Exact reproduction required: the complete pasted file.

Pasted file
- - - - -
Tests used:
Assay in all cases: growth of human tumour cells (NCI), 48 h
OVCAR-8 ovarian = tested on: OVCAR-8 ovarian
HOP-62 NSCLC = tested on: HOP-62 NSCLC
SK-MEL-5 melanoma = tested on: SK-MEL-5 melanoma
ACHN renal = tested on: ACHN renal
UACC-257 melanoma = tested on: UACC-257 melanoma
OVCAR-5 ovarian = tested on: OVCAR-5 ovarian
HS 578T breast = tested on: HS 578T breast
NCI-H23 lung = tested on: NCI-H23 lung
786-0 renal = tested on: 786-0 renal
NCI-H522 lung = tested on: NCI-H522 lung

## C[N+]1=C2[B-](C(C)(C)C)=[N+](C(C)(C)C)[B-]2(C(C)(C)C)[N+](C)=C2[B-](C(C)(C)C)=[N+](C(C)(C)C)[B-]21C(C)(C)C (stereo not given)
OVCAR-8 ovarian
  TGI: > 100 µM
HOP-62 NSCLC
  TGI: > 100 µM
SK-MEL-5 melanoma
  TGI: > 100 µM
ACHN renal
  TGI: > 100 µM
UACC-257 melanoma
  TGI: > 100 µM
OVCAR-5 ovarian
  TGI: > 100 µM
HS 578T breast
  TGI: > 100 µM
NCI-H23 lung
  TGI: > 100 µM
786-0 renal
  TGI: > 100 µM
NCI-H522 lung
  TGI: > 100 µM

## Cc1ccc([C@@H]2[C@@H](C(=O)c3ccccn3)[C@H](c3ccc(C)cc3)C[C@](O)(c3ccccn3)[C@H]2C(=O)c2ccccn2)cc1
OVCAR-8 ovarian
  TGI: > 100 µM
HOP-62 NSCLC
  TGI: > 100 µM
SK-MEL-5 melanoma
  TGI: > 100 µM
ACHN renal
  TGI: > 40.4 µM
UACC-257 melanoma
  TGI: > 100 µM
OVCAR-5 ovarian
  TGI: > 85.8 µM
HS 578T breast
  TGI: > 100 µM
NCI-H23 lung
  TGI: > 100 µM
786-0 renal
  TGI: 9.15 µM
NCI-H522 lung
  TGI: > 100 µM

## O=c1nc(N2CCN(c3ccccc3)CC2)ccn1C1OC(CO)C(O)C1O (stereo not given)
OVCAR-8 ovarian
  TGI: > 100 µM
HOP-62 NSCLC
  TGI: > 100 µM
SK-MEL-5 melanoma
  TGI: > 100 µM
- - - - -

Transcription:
Tests used:
Assay in all cases: growth of human tumour cells (NCI), 48 h
OVCAR-8 ovarian = tested on: OVCAR-8 ovarian
HOP-62 NSCLC = tested on: HOP-62 NSCLC
SK-MEL-5 melanoma = tested on: SK-MEL-5 melanoma
ACHN renal = tested on: ACHN renal
UACC-257 melanoma = tested on: UACC-257 melanoma
OVCAR-5 ovarian = tested on: OVCAR-5 ovarian
HS 578T breast = tested on: HS 578T breast
NCI-H23 lung = tested on: NCI-H23 lung
786-0 renal = tested on: 786-0 renal
NCI-H522 lung = tested on: NCI-H522 lung

## C[N+]1=C2[B-](C(C)(C)C)=[N+](C(C)(C)C)[B-]2(C(C)(C)C)[N+](C)=C2[B-](C(C)(C)C)=[N+](C(C)(C)C)[B-]21C(C)(C)C (stereo not given)
OVCAR-8 ovarian
  TGI: > 100 µM
HOP-62 NSCLC
  TGI: > 100 µM
SK-MEL-5 melanoma
  TGI: > 100 µM
ACHN renal
  TGI: > 100 µM
UACC-257 melanoma
  TGI: > 100 µM
OVCAR-5 ovarian
  TGI: > 100 µM
HS 578T breast
  TGI: > 100 µM
NCI-H23 lung
  TGI: > 100 µM
786-0 renal
  TGI: > 100 µM
NCI-H522 lung
  TGI: > 100 µM

## Cc1ccc([C@@H]2[C@@H](C(=O)c3ccccn3)[C@H](c3ccc(C)cc3)C[C@](O)(c3ccccn3)[C@H]2C(=O)c2ccccn2)cc1
OVCAR-8 ovarian
  TGI: > 100 µM
HOP-62 NSCLC
  TGI: > 100 µM
SK-MEL-5 melanoma
  TGI: > 100 µM
ACHN renal
  TGI: > 40.4 µM
UACC-257 melanoma
  TGI: > 100 µM
OVCAR-5 ovarian
  TGI: > 85.8 µM
HS 578T breast
  TGI: > 100 µM
NCI-H23 lung
  TGI: > 100 µM
786-0 renal
  TGI: 9.15 µM
NCI-H522 lung
  TGI: > 100 µM

## O=c1nc(N2CCN(c3ccccc3)CC2)ccn1C1OC(CO)C(O)C1O (stereo not given)
OVCAR-8 ovarian
  TGI: > 100 µM
HOP-62 NSCLC
  TGI: > 100 µM
SK-MEL-5 melanoma
  TGI: > 100 µM